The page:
When it's ready, dump it out onto some clingfilm, flatten it (careful, it's quite soft!) and put in the freezer, well wrapped. I found after about half an hour it was ready to be rolled. It ought to be firm to the touch. Roll it out on a lightly floured surface into a rectangle twice as wide as it is long, to a thickness of about 5mm. Keep moving it because it warms quickly and becomes sticky!
Place the parma ham across the surface and then rip the mozzarella and cover, like you were making a pizza. Then some basil and a healthy handful of grated parmesan. Roll it up (starting from the long axis) until you have a good long tube, with the filling tight inside. Trim the ends. Then take a good sharp knife and cut it down the middle, along the length of the long axis. Don't simply cut it in half!!! This done, turn the long pieces cut-side up, next to each other, and twist, one hand moving one way, the other in the other. This braids them. Stick the ends together to form a circle. This sounds more complicated than it is... it ought to look something like this when done:
You can see the filling where the dough has been cut. This melts wonderfully in the oven.
Leave that to rise, well covered to stop it forming a skin, for about 2 hours. It needs to double in size. Brush with eggwash, add more grated parmesan, and then put in the oven at 200C (without fan according to Hollywood - I couldn't turn the fan off, so I settled for somewhere in the region of 185 if the dial is to be trusted) for 25 minutes. It's best eaten warm or cold, but not oven hot.
A really tasty brioche recipe this, and I'd happily make it again now that I know the oven isn't as terrible as it looks :)
Bakery Congress 2013
As Breadsong already posted about, this past weekend the Bakery Congress 2013, the largest annual baking industry event in Western Canada, was held in Vancouver, BC. As tradeshows go it was cheap and I was looking for an excuse for a bike ride on a beautiful sunny day, so I pedaled over to the PNE to take a look.
The minute you walked in the door you could smell that this wasn't just any tradeshow.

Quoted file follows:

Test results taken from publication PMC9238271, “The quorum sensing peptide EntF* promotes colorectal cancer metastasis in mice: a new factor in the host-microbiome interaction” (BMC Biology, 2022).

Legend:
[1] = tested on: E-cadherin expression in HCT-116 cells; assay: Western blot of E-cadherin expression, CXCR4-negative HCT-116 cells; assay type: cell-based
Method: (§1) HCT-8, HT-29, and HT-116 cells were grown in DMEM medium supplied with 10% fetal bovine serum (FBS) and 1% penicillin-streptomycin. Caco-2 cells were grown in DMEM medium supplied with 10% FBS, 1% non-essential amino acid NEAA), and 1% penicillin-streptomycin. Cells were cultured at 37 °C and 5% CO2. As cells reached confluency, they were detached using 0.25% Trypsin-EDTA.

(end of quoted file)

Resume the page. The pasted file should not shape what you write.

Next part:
Breads and sweets everywhere!
Lest we forget we are in Canada: hockey-themed giveaways.
Ah, the slicers. Do those every bring back memories...
Need a mixer, anyone?
This picture I took for Song of the Baker, who is always telling me about how great the flour from Anita's Organic Mill in Chilliwack is. I will get out there to check out their store, one of these days.
Baking presentations were running throughout the day. Here Craig Ponsford, former BBGA chairman and part of the Gold Medal winning Team USA at Coupe du Monde de la Boulangerie, and Tracey Muzzolini, from Saskatoon and who has also competed in the Coupe du Monde de la Boulangerie with Team Canada, prepare to present on making whole wheat baguettes.
Scoring the loaves.
Craig asks "How many of you are getting asked by your customers about gluten free?" He then went on to talk a bit about the benefits of "whole-milled" whole wheat flours as opposed to whole grain flours that are actually reconstituted from white flour.
Back on the floor, you can see that there were a lot of vendors and attendees here. Vendors were selling ingredients, machines, packaging, ...
Errr.... probes too. I think this was to measure the volume of the loaves? A bit over the top, IMO, but if you bake tens of thousands of loaves a day that kind of precision matters, I suppose.
I had an enjoyable time and was able to snack on enough samples of sweets that I was thankful for the long bike ride home to work off some of it!